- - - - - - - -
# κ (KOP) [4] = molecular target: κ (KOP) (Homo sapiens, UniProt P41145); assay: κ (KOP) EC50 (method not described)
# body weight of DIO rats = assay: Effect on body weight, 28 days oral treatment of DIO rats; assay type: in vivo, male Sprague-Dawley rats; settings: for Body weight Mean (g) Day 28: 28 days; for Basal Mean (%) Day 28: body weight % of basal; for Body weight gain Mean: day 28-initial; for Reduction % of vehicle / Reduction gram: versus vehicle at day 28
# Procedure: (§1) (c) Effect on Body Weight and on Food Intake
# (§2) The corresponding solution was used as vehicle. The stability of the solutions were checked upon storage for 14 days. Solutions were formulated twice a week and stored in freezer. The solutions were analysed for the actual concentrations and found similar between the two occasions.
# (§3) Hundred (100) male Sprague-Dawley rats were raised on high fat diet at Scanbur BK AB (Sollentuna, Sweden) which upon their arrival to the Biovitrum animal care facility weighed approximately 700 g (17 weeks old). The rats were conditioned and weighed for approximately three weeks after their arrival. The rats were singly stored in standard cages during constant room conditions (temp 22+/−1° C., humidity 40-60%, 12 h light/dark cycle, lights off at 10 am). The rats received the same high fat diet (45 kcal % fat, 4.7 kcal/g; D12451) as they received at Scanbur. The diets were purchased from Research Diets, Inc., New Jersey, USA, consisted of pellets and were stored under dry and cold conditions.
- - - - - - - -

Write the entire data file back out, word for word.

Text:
# κ (KOP) [4] = molecular target: κ (KOP) (Homo sapiens, UniProt P41145); assay: κ (KOP) EC50 (method not described)
# body weight of DIO rats = assay: Effect on body weight, 28 days oral treatment of DIO rats; assay type: in vivo, male Sprague-Dawley rats; settings: for Body weight Mean (g) Day 28: 28 days; for Basal Mean (%) Day 28: body weight % of basal; for Body weight gain Mean: day 28-initial; for Reduction % of vehicle / Reduction gram: versus vehicle at day 28
# Procedure: (§1) (c) Effect on Body Weight and on Food Intake
# (§2) The corresponding solution was used as vehicle. The stability of the solutions were checked upon storage for 14 days. Solutions were formulated twice a week and stored in freezer. The solutions were analysed for the actual concentrations and found similar between the two occasions.
# (§3) Hundred (100) male Sprague-Dawley rats were raised on high fat diet at Scanbur BK AB (Sollentuna, Sweden) which upon their arrival to the Biovitrum animal care facility weighed approximately 700 g (17 weeks old). The rats were conditioned and weighed for approximately three weeks after their arrival. The rats were singly stored in standard cages during constant room conditions (temp 22+/−1° C., humidity 40-60%, 12 h light/dark cycle, lights off at 10 am). The rats received the same high fat diet (45 kcal % fat, 4.7 kcal/g; D12451) as they received at Scanbur. The diets were purchased from Research Diets, Inc., New Jersey, USA, consisted of pellets and were stored under dry and cold conditions.